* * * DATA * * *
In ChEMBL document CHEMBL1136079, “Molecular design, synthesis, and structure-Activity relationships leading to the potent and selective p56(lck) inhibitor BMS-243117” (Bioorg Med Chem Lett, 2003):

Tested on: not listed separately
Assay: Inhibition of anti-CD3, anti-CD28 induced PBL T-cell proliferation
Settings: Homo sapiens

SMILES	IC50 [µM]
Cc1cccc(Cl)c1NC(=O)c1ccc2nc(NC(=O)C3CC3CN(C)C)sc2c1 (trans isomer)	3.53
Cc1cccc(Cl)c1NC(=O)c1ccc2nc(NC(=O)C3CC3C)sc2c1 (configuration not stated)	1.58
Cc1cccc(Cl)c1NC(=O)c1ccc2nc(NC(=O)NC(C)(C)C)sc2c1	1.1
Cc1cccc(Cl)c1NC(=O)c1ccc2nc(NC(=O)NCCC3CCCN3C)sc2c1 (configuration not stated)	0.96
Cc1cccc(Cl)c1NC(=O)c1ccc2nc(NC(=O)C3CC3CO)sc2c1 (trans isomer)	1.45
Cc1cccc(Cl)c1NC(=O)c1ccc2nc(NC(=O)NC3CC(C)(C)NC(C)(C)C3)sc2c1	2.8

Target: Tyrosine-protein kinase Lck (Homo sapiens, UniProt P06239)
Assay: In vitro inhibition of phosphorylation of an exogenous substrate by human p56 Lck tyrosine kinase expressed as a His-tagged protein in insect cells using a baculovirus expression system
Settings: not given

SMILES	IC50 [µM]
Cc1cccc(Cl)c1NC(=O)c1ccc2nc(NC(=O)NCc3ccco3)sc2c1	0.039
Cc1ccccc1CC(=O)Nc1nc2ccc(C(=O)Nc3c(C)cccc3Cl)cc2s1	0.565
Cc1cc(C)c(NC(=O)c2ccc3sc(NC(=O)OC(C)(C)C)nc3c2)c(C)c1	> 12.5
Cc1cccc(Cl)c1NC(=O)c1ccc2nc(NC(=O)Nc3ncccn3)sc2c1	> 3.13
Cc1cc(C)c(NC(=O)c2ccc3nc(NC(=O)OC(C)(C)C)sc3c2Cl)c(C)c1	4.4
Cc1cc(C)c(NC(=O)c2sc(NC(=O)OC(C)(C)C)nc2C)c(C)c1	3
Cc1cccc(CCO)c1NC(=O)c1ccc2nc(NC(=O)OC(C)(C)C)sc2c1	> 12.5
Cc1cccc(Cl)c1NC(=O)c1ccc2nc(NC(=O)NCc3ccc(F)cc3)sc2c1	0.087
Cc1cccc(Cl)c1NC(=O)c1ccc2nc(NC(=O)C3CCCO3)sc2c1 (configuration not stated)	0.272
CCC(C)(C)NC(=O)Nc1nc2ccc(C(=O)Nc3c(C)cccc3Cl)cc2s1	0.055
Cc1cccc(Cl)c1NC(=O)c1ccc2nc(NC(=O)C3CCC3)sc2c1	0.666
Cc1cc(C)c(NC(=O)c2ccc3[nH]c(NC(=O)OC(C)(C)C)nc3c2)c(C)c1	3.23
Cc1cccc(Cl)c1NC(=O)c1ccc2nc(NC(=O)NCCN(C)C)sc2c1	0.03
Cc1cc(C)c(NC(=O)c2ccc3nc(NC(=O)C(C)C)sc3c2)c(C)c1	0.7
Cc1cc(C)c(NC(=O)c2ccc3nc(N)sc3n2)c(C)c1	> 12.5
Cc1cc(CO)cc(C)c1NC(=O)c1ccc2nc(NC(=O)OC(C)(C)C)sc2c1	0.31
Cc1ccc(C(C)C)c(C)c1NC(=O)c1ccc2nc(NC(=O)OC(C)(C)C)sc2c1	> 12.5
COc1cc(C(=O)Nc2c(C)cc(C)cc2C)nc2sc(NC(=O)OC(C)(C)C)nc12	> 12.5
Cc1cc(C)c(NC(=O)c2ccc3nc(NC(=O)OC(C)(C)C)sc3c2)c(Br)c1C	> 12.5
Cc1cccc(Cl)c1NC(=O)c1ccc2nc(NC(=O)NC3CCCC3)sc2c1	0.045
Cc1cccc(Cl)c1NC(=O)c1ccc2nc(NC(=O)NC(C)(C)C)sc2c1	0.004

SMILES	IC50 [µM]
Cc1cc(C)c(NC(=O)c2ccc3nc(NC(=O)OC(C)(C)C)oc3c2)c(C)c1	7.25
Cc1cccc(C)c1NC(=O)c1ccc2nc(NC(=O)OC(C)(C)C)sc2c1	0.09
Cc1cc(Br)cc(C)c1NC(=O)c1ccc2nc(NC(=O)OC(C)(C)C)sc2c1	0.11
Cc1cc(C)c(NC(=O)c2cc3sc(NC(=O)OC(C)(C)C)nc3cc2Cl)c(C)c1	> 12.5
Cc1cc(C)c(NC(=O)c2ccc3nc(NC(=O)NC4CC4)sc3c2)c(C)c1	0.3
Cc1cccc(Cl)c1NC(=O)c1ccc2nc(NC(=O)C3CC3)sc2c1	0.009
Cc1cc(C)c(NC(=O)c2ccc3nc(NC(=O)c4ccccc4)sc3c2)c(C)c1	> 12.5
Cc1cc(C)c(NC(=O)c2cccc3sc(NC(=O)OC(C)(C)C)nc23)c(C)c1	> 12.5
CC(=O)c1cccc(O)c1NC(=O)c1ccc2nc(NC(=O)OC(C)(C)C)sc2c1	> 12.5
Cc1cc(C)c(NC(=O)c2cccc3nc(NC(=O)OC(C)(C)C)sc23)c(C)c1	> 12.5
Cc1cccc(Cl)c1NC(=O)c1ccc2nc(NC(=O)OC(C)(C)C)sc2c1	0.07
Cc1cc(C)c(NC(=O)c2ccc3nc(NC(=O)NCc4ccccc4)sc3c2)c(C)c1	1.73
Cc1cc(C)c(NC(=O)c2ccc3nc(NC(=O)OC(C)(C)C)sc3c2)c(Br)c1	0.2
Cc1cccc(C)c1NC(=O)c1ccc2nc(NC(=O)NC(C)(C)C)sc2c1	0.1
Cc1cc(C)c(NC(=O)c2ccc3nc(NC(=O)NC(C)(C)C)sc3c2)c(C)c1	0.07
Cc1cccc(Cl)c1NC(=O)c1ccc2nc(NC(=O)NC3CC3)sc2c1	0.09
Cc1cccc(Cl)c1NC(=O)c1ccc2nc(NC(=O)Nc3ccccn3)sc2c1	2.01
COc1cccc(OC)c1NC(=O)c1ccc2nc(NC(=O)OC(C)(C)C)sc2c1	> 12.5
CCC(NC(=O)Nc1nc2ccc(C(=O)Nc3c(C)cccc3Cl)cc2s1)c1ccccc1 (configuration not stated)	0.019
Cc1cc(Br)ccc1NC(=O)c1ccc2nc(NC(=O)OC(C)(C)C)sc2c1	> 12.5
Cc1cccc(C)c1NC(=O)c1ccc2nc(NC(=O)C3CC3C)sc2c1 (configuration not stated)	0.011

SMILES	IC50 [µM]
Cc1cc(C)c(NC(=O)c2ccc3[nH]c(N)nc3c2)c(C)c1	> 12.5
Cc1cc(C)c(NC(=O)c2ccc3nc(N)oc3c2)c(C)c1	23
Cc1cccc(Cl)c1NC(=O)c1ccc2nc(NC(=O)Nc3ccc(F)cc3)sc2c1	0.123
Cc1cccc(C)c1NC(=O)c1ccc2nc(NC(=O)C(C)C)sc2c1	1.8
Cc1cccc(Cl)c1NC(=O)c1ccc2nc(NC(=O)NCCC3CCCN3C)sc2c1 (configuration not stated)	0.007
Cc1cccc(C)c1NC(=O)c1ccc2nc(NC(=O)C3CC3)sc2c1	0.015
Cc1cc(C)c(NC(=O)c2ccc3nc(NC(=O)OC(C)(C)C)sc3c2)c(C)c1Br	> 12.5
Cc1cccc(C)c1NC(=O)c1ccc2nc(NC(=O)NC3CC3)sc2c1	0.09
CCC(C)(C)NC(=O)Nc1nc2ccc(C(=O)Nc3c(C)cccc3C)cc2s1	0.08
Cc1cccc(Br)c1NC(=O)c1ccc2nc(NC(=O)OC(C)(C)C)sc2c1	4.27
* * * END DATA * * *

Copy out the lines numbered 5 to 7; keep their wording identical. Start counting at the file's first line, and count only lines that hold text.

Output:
SMILES	IC50 [µM]
Cc1cccc(Cl)c1NC(=O)c1ccc2nc(NC(=O)C3CC3CN(C)C)sc2c1 (trans isomer)	3.53
Cc1cccc(Cl)c1NC(=O)c1ccc2nc(NC(=O)C3CC3C)sc2c1 (configuration not stated)	1.58